The controversy however, also highlights another element of continuing dispute over LGBT inclusion: that of ordination as pastors of openly gay or lesbian men or women in committed relationships. This has been a regular, contentious issue at church Assemblies ever since the church was first founded when many congregations of Methodists, Presbyterians and Congregationalists of Australia came together under a union. (Today, it ithe third largest denomination in Australia). This extract from Wikipedia shows the constancy of the contention, and the lack of clear resolution:

  • 1982 Assembly Standing Committee (ASC) decided that sexual orientation was not a bar to ordination and left the decision about candidature with the Presbytery.
  • 1997 Assembly after an emotional debate, a decision on the issue was not made
  • 2000 Assembly decided not to discuss the issue of sexuality.
  • 2003 Assembly attempted to clarify the church’s earlier position:
    • a resolution was passed recognising that people within the UCA had interpreted the scriptures with integrity in coming to two opposed views
    • That based on these different views, some concluded that a gay or lesbian person in a committed relationship could be ordained as a minister and others not.
    • The recognition of the two positions failed to distinguish between orientation and behaviour, this surprised many as it went further than the 1982 Assembly Standing Committee decision.
  • Post 2003 Assembly:
    • Uniting Network, a group for supporters of lesbian, gay, bisexual and transgender UCA members welcomed the decision. Although some saw it as a compromise from their preferred position. (Uniting Network formed out of bi-annual gatherings of gay Christians begun in 1994.)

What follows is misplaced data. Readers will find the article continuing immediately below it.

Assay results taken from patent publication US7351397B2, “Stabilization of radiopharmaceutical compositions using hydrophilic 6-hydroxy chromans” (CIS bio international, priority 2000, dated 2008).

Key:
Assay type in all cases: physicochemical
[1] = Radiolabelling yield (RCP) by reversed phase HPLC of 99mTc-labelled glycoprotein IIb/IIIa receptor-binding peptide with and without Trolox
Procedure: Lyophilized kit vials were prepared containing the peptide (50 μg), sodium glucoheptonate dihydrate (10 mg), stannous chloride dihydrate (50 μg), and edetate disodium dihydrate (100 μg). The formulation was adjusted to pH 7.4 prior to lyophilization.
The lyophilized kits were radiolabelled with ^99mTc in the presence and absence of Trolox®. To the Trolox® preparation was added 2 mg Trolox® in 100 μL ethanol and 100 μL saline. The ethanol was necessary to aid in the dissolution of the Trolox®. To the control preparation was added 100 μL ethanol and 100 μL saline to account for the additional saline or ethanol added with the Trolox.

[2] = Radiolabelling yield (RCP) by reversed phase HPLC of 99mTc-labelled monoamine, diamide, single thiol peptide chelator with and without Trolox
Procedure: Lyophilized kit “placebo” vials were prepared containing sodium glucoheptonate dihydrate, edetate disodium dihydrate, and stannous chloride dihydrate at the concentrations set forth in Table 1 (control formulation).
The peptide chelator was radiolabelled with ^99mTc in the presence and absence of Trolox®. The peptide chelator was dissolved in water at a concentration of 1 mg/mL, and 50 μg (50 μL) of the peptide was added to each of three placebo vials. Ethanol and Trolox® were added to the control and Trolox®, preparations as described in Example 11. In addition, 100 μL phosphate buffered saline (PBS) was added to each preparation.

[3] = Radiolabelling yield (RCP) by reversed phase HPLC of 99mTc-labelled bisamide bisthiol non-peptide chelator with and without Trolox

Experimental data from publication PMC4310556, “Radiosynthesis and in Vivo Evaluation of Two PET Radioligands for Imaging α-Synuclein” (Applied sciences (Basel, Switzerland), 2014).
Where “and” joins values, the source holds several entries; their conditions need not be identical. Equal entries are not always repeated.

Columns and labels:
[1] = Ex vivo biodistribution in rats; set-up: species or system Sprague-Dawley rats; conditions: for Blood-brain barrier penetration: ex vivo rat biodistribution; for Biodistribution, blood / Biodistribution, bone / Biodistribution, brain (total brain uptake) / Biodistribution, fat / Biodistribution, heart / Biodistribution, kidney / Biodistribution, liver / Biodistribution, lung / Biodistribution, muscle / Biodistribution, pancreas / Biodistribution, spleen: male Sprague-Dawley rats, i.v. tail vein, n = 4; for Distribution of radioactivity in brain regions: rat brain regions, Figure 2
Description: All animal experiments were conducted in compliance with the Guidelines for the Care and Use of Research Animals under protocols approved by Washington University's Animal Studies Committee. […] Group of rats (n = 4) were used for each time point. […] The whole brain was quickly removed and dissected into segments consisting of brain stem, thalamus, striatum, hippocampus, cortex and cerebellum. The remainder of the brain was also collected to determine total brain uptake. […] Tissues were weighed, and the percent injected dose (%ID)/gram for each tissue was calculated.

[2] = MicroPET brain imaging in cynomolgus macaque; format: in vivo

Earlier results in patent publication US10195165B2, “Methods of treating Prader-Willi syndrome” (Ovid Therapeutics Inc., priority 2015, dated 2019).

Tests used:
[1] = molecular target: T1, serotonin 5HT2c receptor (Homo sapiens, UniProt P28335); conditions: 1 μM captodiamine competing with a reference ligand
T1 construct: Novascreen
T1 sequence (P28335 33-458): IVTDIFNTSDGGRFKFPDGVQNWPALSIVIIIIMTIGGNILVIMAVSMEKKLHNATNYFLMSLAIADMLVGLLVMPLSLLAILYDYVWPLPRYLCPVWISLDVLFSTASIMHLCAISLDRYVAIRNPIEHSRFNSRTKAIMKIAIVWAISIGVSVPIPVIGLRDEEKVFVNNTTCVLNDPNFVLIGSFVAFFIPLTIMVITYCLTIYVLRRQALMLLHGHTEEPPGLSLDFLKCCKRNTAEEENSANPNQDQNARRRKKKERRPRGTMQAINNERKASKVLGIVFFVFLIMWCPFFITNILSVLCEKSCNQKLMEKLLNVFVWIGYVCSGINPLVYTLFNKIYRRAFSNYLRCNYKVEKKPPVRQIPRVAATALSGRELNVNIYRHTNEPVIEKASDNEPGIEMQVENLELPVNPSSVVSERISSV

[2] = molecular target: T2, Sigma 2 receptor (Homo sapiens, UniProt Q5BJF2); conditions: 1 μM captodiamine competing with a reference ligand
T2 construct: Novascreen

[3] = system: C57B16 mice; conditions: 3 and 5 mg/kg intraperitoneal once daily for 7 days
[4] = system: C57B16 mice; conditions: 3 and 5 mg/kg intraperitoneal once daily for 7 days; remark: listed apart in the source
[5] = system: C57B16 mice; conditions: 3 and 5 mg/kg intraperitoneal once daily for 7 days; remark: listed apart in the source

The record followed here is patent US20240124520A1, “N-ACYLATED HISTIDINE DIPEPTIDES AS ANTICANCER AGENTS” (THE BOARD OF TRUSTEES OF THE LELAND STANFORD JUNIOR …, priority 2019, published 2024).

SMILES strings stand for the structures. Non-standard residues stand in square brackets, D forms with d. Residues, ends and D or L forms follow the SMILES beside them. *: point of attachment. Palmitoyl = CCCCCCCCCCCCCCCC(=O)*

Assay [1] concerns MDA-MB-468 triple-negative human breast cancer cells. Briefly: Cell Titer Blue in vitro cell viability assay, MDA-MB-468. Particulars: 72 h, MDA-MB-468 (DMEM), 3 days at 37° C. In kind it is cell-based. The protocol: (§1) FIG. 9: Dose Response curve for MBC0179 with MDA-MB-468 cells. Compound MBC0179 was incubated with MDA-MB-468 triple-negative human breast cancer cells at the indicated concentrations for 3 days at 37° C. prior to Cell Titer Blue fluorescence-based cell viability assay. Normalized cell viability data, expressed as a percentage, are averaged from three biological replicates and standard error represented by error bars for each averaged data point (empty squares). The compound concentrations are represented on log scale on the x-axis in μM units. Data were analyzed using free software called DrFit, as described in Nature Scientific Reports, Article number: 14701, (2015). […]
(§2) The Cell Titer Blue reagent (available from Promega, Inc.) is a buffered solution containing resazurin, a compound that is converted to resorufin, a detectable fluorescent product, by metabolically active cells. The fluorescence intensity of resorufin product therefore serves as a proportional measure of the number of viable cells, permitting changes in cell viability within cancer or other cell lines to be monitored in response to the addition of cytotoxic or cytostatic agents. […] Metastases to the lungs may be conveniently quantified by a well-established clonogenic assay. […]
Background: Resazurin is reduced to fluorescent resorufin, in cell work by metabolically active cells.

• many members of the UCA and particularly EMU condemned the decision
    • The Reforming Alliance was set up – representing EMU, many ethnic congregations and the many in the UAICC.
    • The ASC subsequently varied the wording of the resolution to remove reference to specific positions, so as not to affirm any particular standard of sexual ethics. The ASC also issued an apology that better communication did not occur leading up to 2003 Assembly
  • Leading up to the 2006 Assembly, a church wide process of response, reflection and preparation has been initiated.
  • 2006 Assembly considered the matter again and did not reach consensus:
    • Members of its 11th Assembly meeting in Brisbane agreed they were “not of one mind” on the issue of accepting into ministry people who were living in a committed same-gender sexual relationships.
    • They said that “notwithstanding the hopes of many in the church”, the Assembly “is not prepared to exercise further its determining responsibility in this matter”.
    • One key  element in the Assembly’s resolution was an assurance that congregations who do not wish to receive into placement a minister who is living in a committed same-sex relationship will not be compelled to do so, and that congregations willing to have such a minister will have their decision respected;

The division is clear – but so is a commitment to recognising the validity of the opposing views.

This recognition and respect for decisions in conscience, represents a way forward, on ordination, and also on same sex unions.